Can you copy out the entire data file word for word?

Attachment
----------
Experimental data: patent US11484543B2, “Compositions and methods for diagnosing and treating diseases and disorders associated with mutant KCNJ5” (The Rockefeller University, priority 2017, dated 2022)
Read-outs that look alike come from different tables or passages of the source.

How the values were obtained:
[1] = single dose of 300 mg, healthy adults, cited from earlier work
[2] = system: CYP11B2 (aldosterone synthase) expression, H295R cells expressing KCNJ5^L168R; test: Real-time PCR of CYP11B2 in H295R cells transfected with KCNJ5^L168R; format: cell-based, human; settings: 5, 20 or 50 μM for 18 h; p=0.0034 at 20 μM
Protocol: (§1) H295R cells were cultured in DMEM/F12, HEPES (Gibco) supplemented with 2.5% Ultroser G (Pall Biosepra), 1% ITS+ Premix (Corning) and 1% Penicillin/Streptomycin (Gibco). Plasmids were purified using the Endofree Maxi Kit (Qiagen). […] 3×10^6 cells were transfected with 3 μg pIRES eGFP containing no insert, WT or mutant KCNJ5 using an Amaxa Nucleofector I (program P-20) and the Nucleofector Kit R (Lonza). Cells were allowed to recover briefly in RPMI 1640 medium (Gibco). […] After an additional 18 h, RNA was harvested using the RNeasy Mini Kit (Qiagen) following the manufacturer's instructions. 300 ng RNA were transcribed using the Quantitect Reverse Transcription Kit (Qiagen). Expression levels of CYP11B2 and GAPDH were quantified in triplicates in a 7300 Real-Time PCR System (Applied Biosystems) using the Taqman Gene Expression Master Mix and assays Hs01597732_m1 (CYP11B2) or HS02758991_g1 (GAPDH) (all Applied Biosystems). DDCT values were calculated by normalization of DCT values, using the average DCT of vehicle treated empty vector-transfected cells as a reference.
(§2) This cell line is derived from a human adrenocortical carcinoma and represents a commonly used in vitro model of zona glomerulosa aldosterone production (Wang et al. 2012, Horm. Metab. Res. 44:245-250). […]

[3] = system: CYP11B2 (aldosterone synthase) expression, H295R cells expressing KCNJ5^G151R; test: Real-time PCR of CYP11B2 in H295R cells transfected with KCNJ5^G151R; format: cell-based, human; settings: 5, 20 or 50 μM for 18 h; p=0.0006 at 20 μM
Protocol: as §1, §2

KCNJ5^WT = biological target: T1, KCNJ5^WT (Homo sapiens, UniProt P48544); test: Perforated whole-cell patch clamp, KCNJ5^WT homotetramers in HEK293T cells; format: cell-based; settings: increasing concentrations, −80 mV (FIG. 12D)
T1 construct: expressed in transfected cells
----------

Experimental data: patent US11484543B2, “Compositions and methods for diagnosing and treating diseases and disorders associated with mutant KCNJ5” (The Rockefeller University, priority 2017, dated 2022)
Read-outs that look alike come from different tables or passages of the source.

How the values were obtained:
[1] = single dose of 300 mg, healthy adults, cited from earlier work
[2] = system: CYP11B2 (aldosterone synthase) expression, H295R cells expressing KCNJ5^L168R; test: Real-time PCR of CYP11B2 in H295R cells transfected with KCNJ5^L168R; format: cell-based, human; settings: 5, 20 or 50 μM for 18 h; p=0.0034 at 20 μM
Protocol: (§1) H295R cells were cultured in DMEM/F12, HEPES (Gibco) supplemented with 2.5% Ultroser G (Pall Biosepra), 1% ITS+ Premix (Corning) and 1% Penicillin/Streptomycin (Gibco). Plasmids were purified using the Endofree Maxi Kit (Qiagen). […] 3×10^6 cells were transfected with 3 μg pIRES eGFP containing no insert, WT or mutant KCNJ5 using an Amaxa Nucleofector I (program P-20) and the Nucleofector Kit R (Lonza). Cells were allowed to recover briefly in RPMI 1640 medium (Gibco). […] After an additional 18 h, RNA was harvested using the RNeasy Mini Kit (Qiagen) following the manufacturer's instructions. 300 ng RNA were transcribed using the Quantitect Reverse Transcription Kit (Qiagen). Expression levels of CYP11B2 and GAPDH were quantified in triplicates in a 7300 Real-Time PCR System (Applied Biosystems) using the Taqman Gene Expression Master Mix and assays Hs01597732_m1 (CYP11B2) or HS02758991_g1 (GAPDH) (all Applied Biosystems). DDCT values were calculated by normalization of DCT values, using the average DCT of vehicle treated empty vector-transfected cells as a reference.
(§2) This cell line is derived from a human adrenocortical carcinoma and represents a commonly used in vitro model of zona glomerulosa aldosterone production (Wang et al. 2012, Horm. Metab. Res. 44:245-250). […]

[3] = system: CYP11B2 (aldosterone synthase) expression, H295R cells expressing KCNJ5^G151R; test: Real-time PCR of CYP11B2 in H295R cells transfected with KCNJ5^G151R; format: cell-based, human; settings: 5, 20 or 50 μM for 18 h; p=0.0006 at 20 μM
Protocol: as §1, §2

KCNJ5^WT = biological target: T1, KCNJ5^WT (Homo sapiens, UniProt P48544); test: Perforated whole-cell patch clamp, KCNJ5^WT homotetramers in HEK293T cells; format: cell-based; settings: increasing concentrations, −80 mV (FIG. 12D)
T1 construct: expressed in transfected cells